This historical cottage which is probably the oldest house in Bendigo is named Specimen Cottage, as it was built as a specimen of the workmanship of a Bendigo stonemason, in 1856.
The cottages are situated in Hargreaves Street, very close to the CBD amongst much more modern buildings.
Very aptly this cottage is the new home of the Bendigo Historical Society. I’m looking forward to the day, when my working hours are considerably less, and I have time to spend on research in this beautiful old building. I couldn’t think of a better building in Bendigo to house the Society.
“Erected to acknowledge the contribution to Bendigo of the 100s of widows who lost their husbands through mining accidents and miner’s pthisis while working in an industry that changed Bendigo from a mining town to a beautiful city left without any means of support for themselves or their children. They were responsible for bringing up many first class citizens. Many of the above had a Cornish heritage and many were residents of Long Gully. Bendigo and District Cornish Association and Long Gully History Group”
I came across Hustler’s Reserve in Hustler’s Road Bendigo after reading an article in the local paper, that made me interested enough to jump in the car and find the reserve to find out more. Hustlers Reserve is the site of a mining accident which occurred on 02 May 1914, killing all seven miners who were on the thirteenth level at the time of the explosion. This is the worst mining accident to occur in Bendigo. However 880 miners have been killed in Bendigo. This figure really shocked me. I live in Bendigo but none of my family or ancestors ever lived here so my historical knowledge of the area is quite scant.
At the Hustler’s memorial site, there is a Widow’s Monument which is shown above, to remember all those men who lost their lives in mining accidents and pthisis which is an illness which took the lives of many who worked down in the mines.
I found Hustlers Reserve to be a beautiful quiet reserve, but to me it was quite confronting, even though I was pleased that this memorial site does exist. I did feel confronted that I wasn’t aware of this accident and also was unaware that so many lost their lives in Bendigo to mining. There are seven memorial stones in memory of each miner who died. The plaque in the centre lists the names of each miner. Reading the names really made me aware of the shock and sadness that the families left behind must have felt.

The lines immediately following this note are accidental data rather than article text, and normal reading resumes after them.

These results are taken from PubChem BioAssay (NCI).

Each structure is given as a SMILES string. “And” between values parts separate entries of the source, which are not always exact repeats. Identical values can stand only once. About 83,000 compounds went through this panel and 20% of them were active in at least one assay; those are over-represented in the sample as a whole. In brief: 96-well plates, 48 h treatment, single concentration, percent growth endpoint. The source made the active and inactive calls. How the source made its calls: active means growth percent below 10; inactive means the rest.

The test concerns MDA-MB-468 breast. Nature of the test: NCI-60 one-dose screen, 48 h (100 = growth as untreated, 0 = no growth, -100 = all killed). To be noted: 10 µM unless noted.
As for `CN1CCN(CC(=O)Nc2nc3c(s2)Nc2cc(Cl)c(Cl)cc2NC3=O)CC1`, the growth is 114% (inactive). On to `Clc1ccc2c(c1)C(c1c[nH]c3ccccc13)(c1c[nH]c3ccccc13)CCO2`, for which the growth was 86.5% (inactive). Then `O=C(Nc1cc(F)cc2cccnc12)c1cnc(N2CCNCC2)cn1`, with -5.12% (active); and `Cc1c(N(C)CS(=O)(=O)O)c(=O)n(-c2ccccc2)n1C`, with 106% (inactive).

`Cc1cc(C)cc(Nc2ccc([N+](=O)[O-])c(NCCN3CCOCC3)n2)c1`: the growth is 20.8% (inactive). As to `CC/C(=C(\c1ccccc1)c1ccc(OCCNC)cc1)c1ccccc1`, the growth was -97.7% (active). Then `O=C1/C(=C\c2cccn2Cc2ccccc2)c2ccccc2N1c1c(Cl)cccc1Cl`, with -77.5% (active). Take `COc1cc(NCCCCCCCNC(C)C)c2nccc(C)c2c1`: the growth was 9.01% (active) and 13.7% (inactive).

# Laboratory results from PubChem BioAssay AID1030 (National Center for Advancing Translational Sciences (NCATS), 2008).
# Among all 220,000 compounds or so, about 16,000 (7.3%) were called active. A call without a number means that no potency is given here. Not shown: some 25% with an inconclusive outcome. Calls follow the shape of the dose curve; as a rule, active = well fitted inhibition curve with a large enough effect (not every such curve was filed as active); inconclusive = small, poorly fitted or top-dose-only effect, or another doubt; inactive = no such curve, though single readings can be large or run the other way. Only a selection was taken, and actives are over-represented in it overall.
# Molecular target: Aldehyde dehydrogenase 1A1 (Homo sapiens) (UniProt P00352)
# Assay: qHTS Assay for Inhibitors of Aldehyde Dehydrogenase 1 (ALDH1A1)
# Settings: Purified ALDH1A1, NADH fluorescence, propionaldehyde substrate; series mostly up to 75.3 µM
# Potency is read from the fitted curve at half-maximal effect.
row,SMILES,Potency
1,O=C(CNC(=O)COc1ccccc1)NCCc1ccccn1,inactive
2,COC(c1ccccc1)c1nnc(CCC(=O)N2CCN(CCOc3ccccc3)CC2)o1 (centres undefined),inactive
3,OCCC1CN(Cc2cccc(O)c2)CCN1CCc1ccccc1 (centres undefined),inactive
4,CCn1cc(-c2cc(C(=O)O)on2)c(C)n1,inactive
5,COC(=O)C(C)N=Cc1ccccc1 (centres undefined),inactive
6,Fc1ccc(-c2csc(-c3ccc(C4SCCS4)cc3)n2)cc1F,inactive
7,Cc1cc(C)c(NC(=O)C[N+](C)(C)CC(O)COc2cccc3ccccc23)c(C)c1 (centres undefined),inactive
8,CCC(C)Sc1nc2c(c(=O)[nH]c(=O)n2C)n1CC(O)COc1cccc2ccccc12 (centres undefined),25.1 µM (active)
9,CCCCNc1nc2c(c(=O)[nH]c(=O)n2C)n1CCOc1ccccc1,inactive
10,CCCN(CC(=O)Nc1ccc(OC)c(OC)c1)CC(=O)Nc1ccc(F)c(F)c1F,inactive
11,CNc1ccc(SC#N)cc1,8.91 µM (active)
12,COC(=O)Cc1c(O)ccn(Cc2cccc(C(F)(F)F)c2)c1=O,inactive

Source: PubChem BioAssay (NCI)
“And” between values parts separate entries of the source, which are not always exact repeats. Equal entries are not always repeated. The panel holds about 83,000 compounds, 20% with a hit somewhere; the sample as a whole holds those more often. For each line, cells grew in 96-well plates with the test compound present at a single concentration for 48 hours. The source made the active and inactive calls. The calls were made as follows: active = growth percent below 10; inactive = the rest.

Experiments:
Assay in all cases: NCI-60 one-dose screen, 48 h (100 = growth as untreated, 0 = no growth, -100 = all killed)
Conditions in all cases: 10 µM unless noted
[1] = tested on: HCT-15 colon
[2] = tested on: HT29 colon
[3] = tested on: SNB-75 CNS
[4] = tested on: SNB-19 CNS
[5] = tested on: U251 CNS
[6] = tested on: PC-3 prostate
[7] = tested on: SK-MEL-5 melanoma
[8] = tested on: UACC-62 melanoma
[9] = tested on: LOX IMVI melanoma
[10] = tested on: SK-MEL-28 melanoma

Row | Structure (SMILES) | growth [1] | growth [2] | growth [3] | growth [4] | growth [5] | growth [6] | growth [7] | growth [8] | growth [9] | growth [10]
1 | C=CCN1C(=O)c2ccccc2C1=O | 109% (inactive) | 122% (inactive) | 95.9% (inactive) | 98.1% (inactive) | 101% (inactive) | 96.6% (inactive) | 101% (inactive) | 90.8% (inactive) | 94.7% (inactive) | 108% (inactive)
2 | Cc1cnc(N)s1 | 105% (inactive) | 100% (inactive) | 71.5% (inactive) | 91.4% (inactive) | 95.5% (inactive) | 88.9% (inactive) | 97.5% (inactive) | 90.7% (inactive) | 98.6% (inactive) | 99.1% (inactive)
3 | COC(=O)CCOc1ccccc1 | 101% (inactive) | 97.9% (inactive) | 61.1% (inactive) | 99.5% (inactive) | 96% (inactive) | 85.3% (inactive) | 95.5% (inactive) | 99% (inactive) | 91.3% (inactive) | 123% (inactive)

The site is currently being revegetated by volunteers who are planning to plant box-ironbark trees as a living memorial. Next year marks the 100 year anniversary of this mine disaster and a series of activities are currently being organised to mark the occasion and to ensure that the community is involved.
At left is Hunters Hill as it was in 1890. Today it is a sparsely vegetated almost empty reserve in a quiet housing area.
WILLIAM CROWTHER BLAIR, married
ROBERT THOMAS, married
GEORGE FORSETER, married
WILLIAM RYAN, married
JOHN HENRY CAMPBELL , married
LESLIE MARTIN, single
FREDERICK CHINN, single
On the weekend we went for a Sunday drive to see The Mount Macedon Memorial Cross
I had never been there and was looking forward to a quiet visit. Surprisingly there were people everywhere. I had no idea this was such a popular place to visit. Even with many people around, I found it to be a beautiful, quiet, reflective place to remember those who gave their lives in war. Initially I was suprised at the size of the cross. It is much larger than I had ever imagined.
At the entrance there was information about the history of the Cross which was built in the 1930s as a permanent memorial to those who lost their lives in World War 1. It has since become a memorial to all members of The Armed Services of all wars who fought for the freedom which we enjoy today.
In recent years, due to neglect, lightning strike and bushfire, the Cross fell badly into disrepair. In 1995 work began to restore the Cross with funds generously donated by the Grollo family and community donations. The result is the beautiful Cross that stands today, and the gorgeous, peaceful, colourful gardens surrounded by magnificent stone work. The 360 degree views are breathtaking.
Introducing my new Grandson Hudson Thomas Dempster born at 11.51pm on 02 February 2013. He really is a cutie. Big brothers Jake (5) and Lucas (3) are very impressed that they have a new brother to play with.
Jake, Lucas & Hudson are the children of my eldest son Steven Dempster and his wife Kellie.
Congratulations Steven and Kellie. You’ve made me one happy and proud Nanny Jenny
This is my favourite photo of my two grandchildren, Jake and Lucas Dempster. I think of them everyday of course, but they’ve especially been in my mind over the past few days, as very soon their little lives will change, for the better of course, with the arrival of a new baby brother or sister. Very exciting!
This isn’t a recent photo, but I really love it. Jake is now 5 and about to start school, and Lucas has recently turned 3. I love the joy that is obvious in Lucas, and also the care Jake is showing of his little brother. It’s a beautiful photo.
Today is my Dad’s birthday. He turns 87 today and was born on 25 January 1926 in Richmond, Victoria, the second youngest of 11 children. Unfortunately I won’t get to see him for his birthday, but will be catching up with him next week.
You can read a little more about my Dad here